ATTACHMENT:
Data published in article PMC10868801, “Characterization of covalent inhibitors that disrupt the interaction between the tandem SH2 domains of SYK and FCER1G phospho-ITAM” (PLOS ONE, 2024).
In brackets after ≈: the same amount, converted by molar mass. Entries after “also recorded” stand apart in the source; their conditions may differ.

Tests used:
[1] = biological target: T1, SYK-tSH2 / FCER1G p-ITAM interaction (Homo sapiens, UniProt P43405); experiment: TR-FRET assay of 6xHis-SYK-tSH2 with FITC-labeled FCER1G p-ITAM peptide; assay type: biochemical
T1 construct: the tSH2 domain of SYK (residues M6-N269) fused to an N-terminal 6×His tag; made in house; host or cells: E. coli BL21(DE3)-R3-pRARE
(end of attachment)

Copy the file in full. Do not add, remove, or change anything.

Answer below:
Data published in article PMC10868801, “Characterization of covalent inhibitors that disrupt the interaction between the tandem SH2 domains of SYK and FCER1G phospho-ITAM” (PLOS ONE, 2024).
In brackets after ≈: the same amount, converted by molar mass. Entries after “also recorded” stand apart in the source; their conditions may differ.

Tests used:
[1] = biological target: T1, SYK-tSH2 / FCER1G p-ITAM interaction (Homo sapiens, UniProt P43405); experiment: TR-FRET assay of 6xHis-SYK-tSH2 with FITC-labeled FCER1G p-ITAM peptide; assay type: biochemical
T1 construct: the tSH2 domain of SYK (residues M6-N269) fused to an N-terminal 6×His tag; made in house; host or cells: E. coli BL21(DE3)-R3-pRARE